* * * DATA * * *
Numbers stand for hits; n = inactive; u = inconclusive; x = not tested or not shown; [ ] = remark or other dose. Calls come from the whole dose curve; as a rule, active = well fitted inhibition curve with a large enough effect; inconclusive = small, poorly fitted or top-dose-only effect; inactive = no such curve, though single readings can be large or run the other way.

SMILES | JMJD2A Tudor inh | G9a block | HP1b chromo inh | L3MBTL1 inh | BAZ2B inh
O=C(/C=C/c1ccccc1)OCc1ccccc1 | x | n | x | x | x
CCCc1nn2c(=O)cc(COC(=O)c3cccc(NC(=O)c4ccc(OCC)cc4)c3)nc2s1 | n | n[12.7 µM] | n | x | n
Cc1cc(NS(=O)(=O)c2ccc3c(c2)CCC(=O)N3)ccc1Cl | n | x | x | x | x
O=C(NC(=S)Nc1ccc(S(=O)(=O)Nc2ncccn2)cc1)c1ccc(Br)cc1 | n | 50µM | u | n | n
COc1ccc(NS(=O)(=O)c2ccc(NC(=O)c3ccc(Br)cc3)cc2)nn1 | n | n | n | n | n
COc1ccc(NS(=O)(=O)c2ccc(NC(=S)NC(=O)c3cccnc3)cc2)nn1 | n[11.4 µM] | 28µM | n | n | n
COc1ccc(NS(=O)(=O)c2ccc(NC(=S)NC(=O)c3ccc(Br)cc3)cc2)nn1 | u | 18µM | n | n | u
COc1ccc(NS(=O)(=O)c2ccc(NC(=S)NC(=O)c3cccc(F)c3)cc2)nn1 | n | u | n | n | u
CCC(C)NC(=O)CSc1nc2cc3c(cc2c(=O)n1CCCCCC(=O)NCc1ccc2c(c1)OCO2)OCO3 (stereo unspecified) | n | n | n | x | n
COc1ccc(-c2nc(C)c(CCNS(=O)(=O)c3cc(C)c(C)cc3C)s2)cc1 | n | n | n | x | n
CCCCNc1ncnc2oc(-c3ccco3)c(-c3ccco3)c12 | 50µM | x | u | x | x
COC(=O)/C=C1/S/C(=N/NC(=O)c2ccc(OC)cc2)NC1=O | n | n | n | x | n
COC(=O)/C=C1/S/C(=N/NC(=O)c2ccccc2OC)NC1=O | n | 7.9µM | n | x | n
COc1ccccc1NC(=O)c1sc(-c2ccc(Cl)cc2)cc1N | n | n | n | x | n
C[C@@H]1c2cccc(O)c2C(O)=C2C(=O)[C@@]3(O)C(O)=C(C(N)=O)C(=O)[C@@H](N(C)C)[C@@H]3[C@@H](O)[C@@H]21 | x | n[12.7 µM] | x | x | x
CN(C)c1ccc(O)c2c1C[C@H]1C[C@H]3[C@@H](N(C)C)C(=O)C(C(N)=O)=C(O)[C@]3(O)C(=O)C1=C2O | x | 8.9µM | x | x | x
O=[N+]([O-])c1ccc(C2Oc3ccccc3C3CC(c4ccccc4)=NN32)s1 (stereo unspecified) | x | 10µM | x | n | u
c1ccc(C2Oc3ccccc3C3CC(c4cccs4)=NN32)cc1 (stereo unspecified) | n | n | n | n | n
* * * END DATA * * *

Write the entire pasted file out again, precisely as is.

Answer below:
Numbers stand for hits; n = inactive; u = inconclusive; x = not tested or not shown; [ ] = remark or other dose. Calls come from the whole dose curve; as a rule, active = well fitted inhibition curve with a large enough effect; inconclusive = small, poorly fitted or top-dose-only effect; inactive = no such curve, though single readings can be large or run the other way.

SMILES | JMJD2A Tudor inh | G9a block | HP1b chromo inh | L3MBTL1 inh | BAZ2B inh
O=C(/C=C/c1ccccc1)OCc1ccccc1 | x | n | x | x | x
CCCc1nn2c(=O)cc(COC(=O)c3cccc(NC(=O)c4ccc(OCC)cc4)c3)nc2s1 | n | n[12.7 µM] | n | x | n
Cc1cc(NS(=O)(=O)c2ccc3c(c2)CCC(=O)N3)ccc1Cl | n | x | x | x | x
O=C(NC(=S)Nc1ccc(S(=O)(=O)Nc2ncccn2)cc1)c1ccc(Br)cc1 | n | 50µM | u | n | n
COc1ccc(NS(=O)(=O)c2ccc(NC(=O)c3ccc(Br)cc3)cc2)nn1 | n | n | n | n | n
COc1ccc(NS(=O)(=O)c2ccc(NC(=S)NC(=O)c3cccnc3)cc2)nn1 | n[11.4 µM] | 28µM | n | n | n
COc1ccc(NS(=O)(=O)c2ccc(NC(=S)NC(=O)c3ccc(Br)cc3)cc2)nn1 | u | 18µM | n | n | u
COc1ccc(NS(=O)(=O)c2ccc(NC(=S)NC(=O)c3cccc(F)c3)cc2)nn1 | n | u | n | n | u
CCC(C)NC(=O)CSc1nc2cc3c(cc2c(=O)n1CCCCCC(=O)NCc1ccc2c(c1)OCO2)OCO3 (stereo unspecified) | n | n | n | x | n
COc1ccc(-c2nc(C)c(CCNS(=O)(=O)c3cc(C)c(C)cc3C)s2)cc1 | n | n | n | x | n
CCCCNc1ncnc2oc(-c3ccco3)c(-c3ccco3)c12 | 50µM | x | u | x | x
COC(=O)/C=C1/S/C(=N/NC(=O)c2ccc(OC)cc2)NC1=O | n | n | n | x | n
COC(=O)/C=C1/S/C(=N/NC(=O)c2ccccc2OC)NC1=O | n | 7.9µM | n | x | n
COc1ccccc1NC(=O)c1sc(-c2ccc(Cl)cc2)cc1N | n | n | n | x | n
C[C@@H]1c2cccc(O)c2C(O)=C2C(=O)[C@@]3(O)C(O)=C(C(N)=O)C(=O)[C@@H](N(C)C)[C@@H]3[C@@H](O)[C@@H]21 | x | n[12.7 µM] | x | x | x
CN(C)c1ccc(O)c2c1C[C@H]1C[C@H]3[C@@H](N(C)C)C(=O)C(C(N)=O)=C(O)[C@]3(O)C(=O)C1=C2O | x | 8.9µM | x | x | x
O=[N+]([O-])c1ccc(C2Oc3ccccc3C3CC(c4ccccc4)=NN32)s1 (stereo unspecified) | x | 10µM | x | n | u
c1ccc(C2Oc3ccccc3C3CC(c4cccs4)=NN32)cc1 (stereo unspecified) | n | n | n | n | n